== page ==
According to Olsson it is not unusual for Swedes reported missing to the police to turn up unscathed.

“99 percent of these turn up very quickly. Many from the very small amount that don’t have chosen not to be in contact with their family any more. Then there is the last category of missing people who are victims of a crime, They are thankfully not many, but sadly it happens,” Olsson told Aftonbladet.

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SHOOTINGS

US criminologist lauds Malmö for anti-gang success

The US criminologist behind the anti-gang strategy designed to reduce the number of shootings and explosions in Malmö has credited the city and its police for the "utterly pragmatic, very professional, very focused" way they have put his ideas into practice.

US criminologist lauds Malmö for anti-gang success
Johan Nilsson/TT

In an online seminar with Malmö mayor Katrin Stjernfeldt Jammeh, David Kennedy, a professor at New York’s John Jay College of Criminal Justice, said implementing his Group Violence Intervention (GVI) strategy had gone extremely smoothly in the city.

“What really stands out about the Malmö experience is contrary to most of the places we work,” he said. “They made their own assessment of their situation on the ground, they looked at the intervention logic, they decided it made sense, and then, in a very rapid, focused and business-like fashion, they figured out how to do the work.”

He said that this contrasted with police and other authorities in most cities who attempt to implement the strategy, who tend to end up “dragging their feet”, “having huge amounts of political infighting”, and coming up with reasons why their city is too different from other cities where the strategy has been a success.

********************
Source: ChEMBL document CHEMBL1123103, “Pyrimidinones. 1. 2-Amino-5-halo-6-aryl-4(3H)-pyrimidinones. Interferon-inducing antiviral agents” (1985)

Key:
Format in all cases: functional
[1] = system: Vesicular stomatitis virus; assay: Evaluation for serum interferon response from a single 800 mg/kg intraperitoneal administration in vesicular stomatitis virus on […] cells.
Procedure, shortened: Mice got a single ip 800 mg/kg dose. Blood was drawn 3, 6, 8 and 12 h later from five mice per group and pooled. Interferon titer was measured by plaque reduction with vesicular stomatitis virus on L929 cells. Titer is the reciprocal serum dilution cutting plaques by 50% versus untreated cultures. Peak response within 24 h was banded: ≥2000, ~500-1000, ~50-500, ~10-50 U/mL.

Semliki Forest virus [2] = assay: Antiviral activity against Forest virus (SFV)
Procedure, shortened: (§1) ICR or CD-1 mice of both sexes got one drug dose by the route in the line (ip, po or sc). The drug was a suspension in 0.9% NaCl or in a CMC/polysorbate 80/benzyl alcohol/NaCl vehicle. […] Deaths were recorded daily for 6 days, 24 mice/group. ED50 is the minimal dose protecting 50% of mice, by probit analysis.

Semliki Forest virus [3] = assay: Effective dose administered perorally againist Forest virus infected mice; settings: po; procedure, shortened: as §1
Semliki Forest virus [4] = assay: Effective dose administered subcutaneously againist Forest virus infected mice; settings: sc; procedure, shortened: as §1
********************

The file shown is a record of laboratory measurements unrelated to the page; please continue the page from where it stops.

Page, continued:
Malmö’s Sluta Skjut (Stop Shooting) pilot scheme was extended to a three-year programme this January, after its launch in 2018 coincided with a reduction in the number of shootings and explosions in the city.

“We think it’s a good medicine for Malmö for breaking the negative trend that we had,” Malmö police chief Stefan Sintéus said, pointing to the fall from 65 shootings in 2017 to 20 in 2020, and in explosions from 62 in 2017 to 17 in 2020.

A graph from Malmö police showing the reduction in the number of shootings from 2017 to 2020. Graph: Malmö Police
A graph from Malmö police showing the reduction in the number of explosions in the city between 2017 and 2020. Graph: Malmö Police

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In their second evaluation of the programme, published last month, Anna-Karin Ivert, Caroline Mellgren, and Karin Svanberg, three criminologists from Malmö University, reported that violent crime had declined significantly since the program came into force, and said that it was possible that the Sluta Skjut program was partly responsible, although it was difficult to judge exactly to what extent.